Protecting confidential information is essential for any business. It’s especially difficult in this digital age when businesses and organizations may handle hundreds or even thousands of clients – with cybercriminals ever on the lookout for ways to infiltrate their systems and profit from sensitive information.
The task can also be challenging due to the wide variety of information that may be considered privileged and/or confidential. Despite the challenges, businesses must prioritize handling confidential information – specifically the security and confidentiality of info that could be harmful or risky in the wrong hands. They must not only bolster their cybersecurity, but also enact internal policies for protecting themselves and the good people they serve.
Here are some examples of the types of information that MUST be protected:
- Business and marketing plans
- Company initiatives
- Consumer information and lists
- Company financial account information
- Credit card information
- Health information
- Information relating to intellectual property
- Inventions or patents
- Passwords and IT-related information
- Payroll and personal records
- Research data
- Self-restricted personal data
- Social security numbers
- Third-party information
Notice these are in alphabetical order. That’s because not one of them deserves hierarchy over another. When handling confidential information, it all must be treasured and protected as if it were your own! By properly acknowledging and taking care of confidential information, businesses can protect their reputation, avoid legal consequences, and maintain the trust of their customers and stakeholders.
In Today’s Increasingly Connected Digital World, Handling Confidential Information Safely is Critical
Protecting confidential information is essential for the success and competitive advantage of a business. Not only could failing at data protection result in the loss of consumer confidence in your business and brand, but it could also carry steep legal penalties. To ensure the safeguarding of company trade secrets under state and federal laws, the following practices should be implemented when handling confidential information:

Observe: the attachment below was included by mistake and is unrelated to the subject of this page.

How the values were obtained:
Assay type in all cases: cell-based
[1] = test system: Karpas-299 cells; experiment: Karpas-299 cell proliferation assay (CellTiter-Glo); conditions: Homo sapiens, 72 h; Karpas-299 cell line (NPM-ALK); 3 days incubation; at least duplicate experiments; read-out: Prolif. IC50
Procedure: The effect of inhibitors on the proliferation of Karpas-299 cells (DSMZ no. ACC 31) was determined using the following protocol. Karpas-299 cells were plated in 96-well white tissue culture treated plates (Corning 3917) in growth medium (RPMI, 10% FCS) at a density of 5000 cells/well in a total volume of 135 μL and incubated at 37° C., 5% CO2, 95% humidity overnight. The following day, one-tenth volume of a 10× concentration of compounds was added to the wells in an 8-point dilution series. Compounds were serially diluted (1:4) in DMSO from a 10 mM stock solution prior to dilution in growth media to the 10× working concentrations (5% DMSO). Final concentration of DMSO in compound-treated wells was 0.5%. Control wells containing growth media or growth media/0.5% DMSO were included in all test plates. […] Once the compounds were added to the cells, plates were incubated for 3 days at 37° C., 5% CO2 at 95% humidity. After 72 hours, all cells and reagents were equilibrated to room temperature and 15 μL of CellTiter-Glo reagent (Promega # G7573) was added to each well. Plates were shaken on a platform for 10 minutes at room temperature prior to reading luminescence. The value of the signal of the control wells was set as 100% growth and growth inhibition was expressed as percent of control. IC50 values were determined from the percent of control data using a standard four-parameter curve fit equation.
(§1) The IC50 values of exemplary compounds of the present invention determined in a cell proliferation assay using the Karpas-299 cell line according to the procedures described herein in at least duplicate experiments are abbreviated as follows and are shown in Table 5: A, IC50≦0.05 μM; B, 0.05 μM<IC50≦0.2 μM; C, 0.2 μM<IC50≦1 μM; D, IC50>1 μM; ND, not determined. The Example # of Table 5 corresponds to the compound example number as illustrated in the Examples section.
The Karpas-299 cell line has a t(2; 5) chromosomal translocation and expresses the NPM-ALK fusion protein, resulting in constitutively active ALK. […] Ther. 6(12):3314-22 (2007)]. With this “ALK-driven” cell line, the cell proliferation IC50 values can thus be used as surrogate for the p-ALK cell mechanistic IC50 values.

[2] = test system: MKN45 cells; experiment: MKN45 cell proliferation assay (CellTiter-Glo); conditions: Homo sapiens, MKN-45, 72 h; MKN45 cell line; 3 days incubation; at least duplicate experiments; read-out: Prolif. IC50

Common Sense Safeguards
Confidential information should be kept confidential and out of the public’s view. Only those who have business handling confidential information and who have agreed to keep it secret should be allowed to access it. Reasonable efforts should be made to protect trade secrets. The importance of this should be self-explanatory.
Confidential information should only be accessed by those with a legitimate business need to know the information. This helps to minimize the risk of unauthorized access to confidential information.
Electronic Information Protection Systems
Only those who are obligated to keep information confidential should have access to computer systems containing such information. Employees’ and clients’ logins and passwords safeguarded at all times.
Your Organization’s Employees Also Have a Responsibility When Handling Confidential Information
As part of their employer’s confidential information policy, employees must adhere to the following responsibilities:
- First and foremost, comply with applicable state and federal laws as well as company policies related to accessing, using, and disclosing confidential information.
- Consult with appropriate company personnel if they have any questions regarding the proper use or disclosure of confidential information.
- Avoid seeking confidential information that does not relate to their job duties.
- Maintain confidentiality of all privileged information, both during their employment and after their termination, and only use, access, store or disclose such information as necessary to perform their job duties for the company. Nondisclosure agreements (NDAs) are particularly important and helpful.
- Store and communicate confidential information only through the company’s proprietary hardware, software and information systems.
- Refrain from removing materials or property containing confidential information from their secure office or department, unless absolutely necessary for job duties. Employees working remotely must take any necessary precautions to secure confidential information from unauthorized disclosure or theft.
- Report IMMEDIATELY to a supervisor any known violations of the company’s confidential information policy, as well as protocol or data breaches by themselves or anyone else.
Handling Confidential Information Can Be Tricky. Call Acme Business For Support
Depending on your business, protecting confidential information may be no easy feat. Call Acme Business with any questions about securing your system, with years of experience, Homeland Security Certified, Level 4 Certified by the United States Attorney General, Microsoft Certified, HIPAA Certified amongst many others, Acme will know just what your company needs to keep all your information safe and secure.
If you’re interested in learning more about managed IT and cybersecurity services, chat with the experts here at Acme Business. We work alongside noted cybersecurity partners like SentinelOne, as well as data management systems by Kyocera, among many other products and services. Acme Business owner James Finch, Jr. also leads his team with a Level 4 Security Awareness certification, the highest offered by the Criminal Justice Information Services.
Call Acme Business at (716) 372-1325 and connect with us on LinkedIn. Our experts can tailor services to your unique business needs.